Hunter gives Knights added value

MORRIS DALLA COSTA, SUN MEDIA

, Last Updated: 9:49 AM ET

The score was 2-0 for the London Knights and they were killing a penalty Sunday against the Mississauga St. Michael's Majors.

The puck came back to the point and with a slew of people in front of goaltender Trevor Cann, the Majors blueliner let fly with a slaphot.

It would never get to the net.

Knights penalty killer Garrett Hunter threw himself in front of the shot, blocking it with his chest. The danger was averted.

It was no isolated incident. It's the type of thing Hunter does on a regular basis when he gets on the ice. There are more talented players than Hunter. There are better goal scorers and skaters than the 18-year-old forward. But when it comes to added value, teams such as the Knights would be poorer without players like Hunter.

Hunter has made himself a better hockey player. A sixth-round pick in the Ontario Hockey League draft in 2006, Hunter was a kid on the bubble. He wasn't very big; he didn't skate particularly well. But, as the son of Knights GM Mark Hunter, you knew he was going to get a chance to play on an OHL team.

He spent his first season after being drafted in Junior B hockey. His development was slowed by a broken wrist and a painful liver infection that took a long time to clear up.

Last year, he had a goal and two assists in 62 games with the Knights. He already has three goals and four assists this year.

Hunter realized he needed to get stronger and improve his skating.

"My skating obviously wasn't good enough," he said. "So I did a lot of work in the summer with training and improving my skating. I did a lot of extra skating after practice, in the summer. It's not there yet, but it's gotten better."

There's no magic formula to skating better. Hunter pounded the ice in an effort to improve. He worked out five days a week in the summer and skated as often as he could.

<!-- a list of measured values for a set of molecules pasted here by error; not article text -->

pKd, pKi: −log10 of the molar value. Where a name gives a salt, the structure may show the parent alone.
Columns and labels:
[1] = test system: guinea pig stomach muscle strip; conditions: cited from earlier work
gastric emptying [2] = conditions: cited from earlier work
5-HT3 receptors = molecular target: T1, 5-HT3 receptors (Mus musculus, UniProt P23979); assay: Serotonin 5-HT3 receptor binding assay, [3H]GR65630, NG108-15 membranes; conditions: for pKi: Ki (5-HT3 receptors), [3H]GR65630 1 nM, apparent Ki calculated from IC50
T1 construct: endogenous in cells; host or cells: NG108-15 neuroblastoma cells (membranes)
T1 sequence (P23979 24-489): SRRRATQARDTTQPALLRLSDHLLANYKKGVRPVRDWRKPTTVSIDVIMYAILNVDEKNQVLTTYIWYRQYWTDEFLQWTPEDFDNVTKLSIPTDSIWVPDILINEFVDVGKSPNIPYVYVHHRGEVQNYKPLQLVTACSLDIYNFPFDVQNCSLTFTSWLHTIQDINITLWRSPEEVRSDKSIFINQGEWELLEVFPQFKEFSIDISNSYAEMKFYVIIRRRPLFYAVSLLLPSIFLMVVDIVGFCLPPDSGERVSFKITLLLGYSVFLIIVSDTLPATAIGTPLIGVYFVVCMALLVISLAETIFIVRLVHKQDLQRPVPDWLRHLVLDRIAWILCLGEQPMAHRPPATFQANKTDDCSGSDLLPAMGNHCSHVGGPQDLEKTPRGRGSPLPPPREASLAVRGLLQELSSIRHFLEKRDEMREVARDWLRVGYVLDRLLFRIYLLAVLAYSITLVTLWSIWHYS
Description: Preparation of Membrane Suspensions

The improvement is clear.

So is the confidence the Knights have shown in him. He kills penalties, plays tough defensive situations, works the corners and isn't afraid to get his nose dirty to protect his teammates.

He isn't going to be a top-line guy, but he's the kind of player teams need to take care of all the other stuff top-end guys don't necessarily do.

This weekend, the Knights play three games, beginning tomorrow at home against Barrie Colts, followed by a trip to Plymouth on Saturday and another home game against Guelph on Sunday. More than the top-end guys need to produce.

If the Knights lack anything, it's grit and Hunter provides it. He plays with passion that allows him to stand out over other players, those who were expected to be better.

"There's no doubt he's surpassed a few players we expected different things from," said Knights assistant coach Pat Curcio. "It's nice to have a guy here who can do that for your team."

Doing little things that turn out to be big things during a game, can make the difference.

"He's made tremendous strides, which is a testament to how hard he worked," Curcio said. "He didn't stop skating, he didn't stop lifting weights. His skating has improved. Whatever it took to get better."

Hunter knows his role.

"I'm a defensive forward that has to finish his checks," he said. "I try and chip in with some points. But I'm happy with the way I've played but obviously, there's a long way to go."

With his dad Mark as general manager and uncle Dale as coach, it isn't always easy carrying the Hunter name. It would be difficult to find fault with how far Hunter has come.


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